RNA samples from a control and three test samples can be amplified individually and used with 4 different dyes to indicate their source. First strand synthesis can be carried out with an oligo T primer to generate cDNA strands from polyA mRNA. After removal of the RNA templates, a ligation can be carried out with the permutational oligonucleotides described in U.S. Patent Application 20060057583. For each sample, a ligation reaction can be carried out with one set of partially double stranded adapter molecules that will add a unique sequence to the ends of 50% of the cDNA strands. After removal of the unligated material, a second set of partially double-stranded adapter molecules can be ligated that will add the unique sequence to the remaining 50% of the cDNA. For the purposes of this example, the unique sequence will be a T7 promoter sequence. The reactions can then be divided up into two pools and labeling carried out essentially as described in Example 3. A first pool will be used in a transcription reaction with allylamine UTP. These will generate copies that are essentially the same sequence as the original nucleic acid strands. For each source a different dye can be attached to the allylamine moieties in the RNA: Alexa Fluor 488, Alexa Fluor 546, Alexa Fluor 594 and Alexa Fluor 647 (Invitrogen, Carlsbad, Calif.). Hybridization to a heterophasic array will allow assessments of the amount of sense and anti-sense present for each sample where the particular fluor will indicate the sample source. The second pool will be used in a transcription reaction with normal nucleotides and then used with reverse transcriptase and allylamine dUTP to generate labeled cDNA copies. Again, the same colored dyes may be used for each sample followed by hybridization to a heterophasic array where quantification of sense and anti-sense transcripts can be compared with the results obtained with the labeled RNA from the first pool.

Example 11 Bead Array, Single Label

As described earlier, bead arrays are a form of array that may also be used with the present invention. Due to the design of this particular system, the identity of the particular sequence associates with a bead can be arbitrarily assigned a particular code. Thus a sequence derived from one strand (the [+] sequence, for instance) of a target sequence of interest can have one particular code and a sequence from the other strand (the [−] sequence) can have a different code. Thus, functionally speaking, after beads are sorted out to make up an array, it essentially comprises a biphasic array where information on the particular locations of both [+] sequence and [−] sequence beads are decoded after hybridization. In addition for coding for the particular sequence on the bead, however, this system can also be used to assign the particular source of a labeled nucleic acid.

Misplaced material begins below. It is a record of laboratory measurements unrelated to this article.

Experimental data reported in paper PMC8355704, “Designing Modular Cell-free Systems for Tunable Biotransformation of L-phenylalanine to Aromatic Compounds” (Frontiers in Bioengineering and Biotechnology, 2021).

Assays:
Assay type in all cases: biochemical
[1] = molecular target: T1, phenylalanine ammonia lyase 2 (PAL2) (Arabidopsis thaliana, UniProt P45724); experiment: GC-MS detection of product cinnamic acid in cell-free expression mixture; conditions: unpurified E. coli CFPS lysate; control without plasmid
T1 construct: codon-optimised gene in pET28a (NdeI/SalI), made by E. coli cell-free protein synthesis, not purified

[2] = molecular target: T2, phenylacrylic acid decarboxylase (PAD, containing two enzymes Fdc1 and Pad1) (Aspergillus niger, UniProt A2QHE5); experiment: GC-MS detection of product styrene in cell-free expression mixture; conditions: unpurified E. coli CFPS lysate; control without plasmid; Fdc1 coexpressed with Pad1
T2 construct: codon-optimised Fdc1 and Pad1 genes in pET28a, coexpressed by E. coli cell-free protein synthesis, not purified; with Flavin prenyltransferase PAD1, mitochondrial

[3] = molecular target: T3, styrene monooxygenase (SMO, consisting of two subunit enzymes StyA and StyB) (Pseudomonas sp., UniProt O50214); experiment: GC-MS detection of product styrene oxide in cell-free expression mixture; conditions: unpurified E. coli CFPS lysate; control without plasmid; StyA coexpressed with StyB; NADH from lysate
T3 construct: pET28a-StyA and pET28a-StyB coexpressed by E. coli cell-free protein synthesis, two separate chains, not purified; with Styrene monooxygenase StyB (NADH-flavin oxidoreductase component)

Thus, in the present example, the method of amplification in Example 1 can be carried out where a pool of constructs is made that can be used to generate biotin labeled [+] copies. These can be hybridized to beads with both [+] and [−] versions of the sequences of interest, where the code describes both the identity of the target and its orientation. A second pool made as described in Example 1, can then be used to generate biotin labeled [−] copies. These can be hybridized to a different group of beads, where the coding indicates not only the sequence and orientation, but also that the beads were hybridized to the second pool. This process can be carried out further if the two pools above are made from an experimental sample and they are to be compared to a control. Thus a further step is taken where the control sample is used to make a pool that generates [+] copies (a third pool) and a pool that generates [−] copies (a fourth pool). The third and fourth pools are then hybridized to a third and fourth group of beads respectively, where the coding can be used to indicate sequence, orientation and pool source. After the groups are each hybridized, the beads may be mixed together and sorted out followed by a decoding step. Even though each pool has the same label, the decoding step indicates the particular pool that was used to generate labeled copies as well as the amount from each pool that hybridizes to [+] and [−] beads. Thus both [+] copies and [−] copies are independently used to indicate the amount of mRNA and poly A antisense that was present in the experimental sample and the control sample.